What does this mean for individuals, startups and small businesses looking to develop and grow their brands? Well its like Marty Neumeier said:

Brand is not what you say it is. It is what they say it is. 

And what they (your customers and stakeholders) will say about you is based on their experience of your brand. You may have a brilliant logo, and a beautiful corporate identity, but if the process of engaging with your business, purchasing your service or receiving your expertise is disjointed, confusing or outright terrible then that experience defines your brand despite your best visual efforts. You have to think a lot about how your users/clients/customers connect with your brand.

Which brings us back to the idea of purpose. If you the entrepreneur are trying to create the world in your image – make a dent in the universe, change the way people do things. Then this purpose cannot just sit gathering dust in your mission and vision statement portion of your profile. It must be baked into the DNA of how you function and how you deliver to your customers. It must become a lived experience within the ecosystem of your brand.

A picture may be worth a thousand words, but actions and experience are much much louder than words.

Protecting your creative space

Protecting your creative space

“Be ruthless about protecting writing days, i.e., do not cave in to endless requests to have ‘essential’ and ‘long overdue’ meetings on those days.”

– J.K. Rowling

I believe there is nothing more important than being creative (after food, shelter, etc.), and being creative for you. There are ideas placed in you that need to be birth, because doing so will give you experiences and gifts you could not otherwise comprehend, and they will touch the world in ways you could never imagine.

But the business of life can be very distracting. In between all the chores, the jobs, the social obligations and the daily hum of life, it is incredibly easy to lose yourself and your true desires. You hum along doing things and then you wake up with decades later wondering where all that time went and beating yourself up for actually accomplishing very little of your true goals.

I’ve had many creative ideas over the years – podcasts, books, clothing lines, stores, events, blogs, and magazines. It’s a long list I know, but not a lot of them have come to fruition. I hated that I would kick off the year with all these ideas and projects I wanted to get done, and then six months in I would be completely lost in the sauce, entirely busy working on clients or friend’s latest schemes, chasing down opportunities to make a buck. I was so consumed with everything else that I never pushed my projects forward enough.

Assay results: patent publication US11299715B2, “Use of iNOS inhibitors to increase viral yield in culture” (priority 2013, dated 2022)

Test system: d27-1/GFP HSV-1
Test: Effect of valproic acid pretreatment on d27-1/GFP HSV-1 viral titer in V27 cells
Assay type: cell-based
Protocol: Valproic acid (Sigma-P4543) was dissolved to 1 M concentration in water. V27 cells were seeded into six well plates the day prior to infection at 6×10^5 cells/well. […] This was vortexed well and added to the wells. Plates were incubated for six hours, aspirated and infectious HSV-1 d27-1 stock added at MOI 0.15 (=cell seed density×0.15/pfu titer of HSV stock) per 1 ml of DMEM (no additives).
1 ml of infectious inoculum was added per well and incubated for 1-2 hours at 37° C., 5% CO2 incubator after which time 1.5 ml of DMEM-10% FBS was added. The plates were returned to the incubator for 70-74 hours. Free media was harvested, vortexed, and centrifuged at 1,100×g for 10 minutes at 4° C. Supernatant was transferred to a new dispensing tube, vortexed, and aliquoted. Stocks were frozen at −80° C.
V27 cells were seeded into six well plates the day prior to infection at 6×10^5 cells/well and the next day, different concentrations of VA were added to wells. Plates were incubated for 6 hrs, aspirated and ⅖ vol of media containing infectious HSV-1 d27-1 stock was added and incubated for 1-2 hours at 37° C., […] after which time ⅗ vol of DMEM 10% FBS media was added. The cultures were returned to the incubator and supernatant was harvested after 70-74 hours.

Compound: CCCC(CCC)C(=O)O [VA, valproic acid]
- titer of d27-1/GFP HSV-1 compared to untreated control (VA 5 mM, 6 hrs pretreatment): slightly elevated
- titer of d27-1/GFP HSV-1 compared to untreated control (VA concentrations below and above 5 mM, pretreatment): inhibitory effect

To be honest, I did not understand what it took to get things done. But after multiple dead ends you start to learn a thing or two. For the past 10 months, I have been working consistently on my creative projects and pushing them towards completion. I know this is a long road, and its still early days, but I thought I’d articulate the mindset and tools that are enabling me to finally actually do the work I have in my heart to do.

  1. Stay awake

It is so easy to fall asleep behind the wheel of life. Urgent and pressing issues can crowd the truly important to the dark recesses of your mind to be randomly stumbled upon one day. You have to stay awake. And by that I mean you have to always be focused on your actual personal creative goals. It has to be a priority and something that is on your mind daily. Never lose sight of it. Write it somewhere you can see it, and engage with it every day.

  1. Think long term

Rome was not built in a day, and neither will your project. You have to be in it for the long haul. If you are trying to build a creative life that sustains your soul and your pocket, understand that it is going to take a while. Make peace with that.

  1. Focus on the process

If you are going to get any worthwhile creative work done, you have to respect the process. This is going to mean working on your projects daily or at least weekly. You are going to need to take consistent action over a long period of time – creating, learning, tweaking, editing, fixing, scrapping, restarting, etc. It’s a process; learn to enjoy it.

  1. Be realistic

There is nothing like ambitious timelines to excite you then ultimately defeat you in the creative journey. Be realistic with the amount of time you think it will take to get your project done, and then add more time to it. Things always take much longer than you’d expect.

  1. Protect your creative time and space

You absolutely must block off a portion of time for you to work on your things. That means phones off, Internet off, put on headphones, close the door. Deep creative work demands nothing less than your full attention and energy. That means being inaccessible sometimes and turning a blind eye to the other thousand things vying for your attention.

  1. Just make

As creatives we tend to be both very egotistical and fragile. We have high hopes and standards for our work. We wonder if people will like it, we fear being judged. It doesn’t matter what anyone thinks about the work. Right now, your job is to make! Focus on that.

  1. Commit

Everything I have just said can be summed up in one word – Commit. To get your personal work done, you must commit to getting it done. That means making a firm decision to get it done no matter how hard or tough the road may be. It means discipline. It means giving up excuses and doing whatever needs to be done.